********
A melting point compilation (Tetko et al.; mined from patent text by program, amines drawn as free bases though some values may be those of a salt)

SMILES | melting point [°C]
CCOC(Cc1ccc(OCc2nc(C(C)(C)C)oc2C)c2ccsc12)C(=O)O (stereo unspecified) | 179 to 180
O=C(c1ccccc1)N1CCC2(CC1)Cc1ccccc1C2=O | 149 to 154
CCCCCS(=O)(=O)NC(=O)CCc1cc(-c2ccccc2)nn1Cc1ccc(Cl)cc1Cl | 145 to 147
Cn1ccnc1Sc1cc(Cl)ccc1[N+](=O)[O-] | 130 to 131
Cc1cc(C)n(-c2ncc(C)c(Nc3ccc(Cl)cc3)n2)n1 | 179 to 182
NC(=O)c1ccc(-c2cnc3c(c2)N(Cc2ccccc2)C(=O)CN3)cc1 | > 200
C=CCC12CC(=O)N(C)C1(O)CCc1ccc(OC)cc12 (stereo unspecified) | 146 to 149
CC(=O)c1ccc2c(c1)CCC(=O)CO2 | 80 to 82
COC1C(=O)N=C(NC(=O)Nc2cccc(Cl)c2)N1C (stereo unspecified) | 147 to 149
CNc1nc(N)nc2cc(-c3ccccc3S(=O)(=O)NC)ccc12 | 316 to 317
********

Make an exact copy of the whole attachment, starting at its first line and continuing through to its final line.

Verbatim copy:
A melting point compilation (Tetko et al.; mined from patent text by program, amines drawn as free bases though some values may be those of a salt)

SMILES | melting point [°C]
CCOC(Cc1ccc(OCc2nc(C(C)(C)C)oc2C)c2ccsc12)C(=O)O (stereo unspecified) | 179 to 180
O=C(c1ccccc1)N1CCC2(CC1)Cc1ccccc1C2=O | 149 to 154
CCCCCS(=O)(=O)NC(=O)CCc1cc(-c2ccccc2)nn1Cc1ccc(Cl)cc1Cl | 145 to 147
Cn1ccnc1Sc1cc(Cl)ccc1[N+](=O)[O-] | 130 to 131
Cc1cc(C)n(-c2ncc(C)c(Nc3ccc(Cl)cc3)n2)n1 | 179 to 182
NC(=O)c1ccc(-c2cnc3c(c2)N(Cc2ccccc2)C(=O)CN3)cc1 | > 200
C=CCC12CC(=O)N(C)C1(O)CCc1ccc(OC)cc12 (stereo unspecified) | 146 to 149
CC(=O)c1ccc2c(c1)CCC(=O)CO2 | 80 to 82
COC1C(=O)N=C(NC(=O)Nc2cccc(Cl)c2)N1C (stereo unspecified) | 147 to 149
CNc1nc(N)nc2cc(-c3ccccc3S(=O)(=O)NC)ccc12 | 316 to 317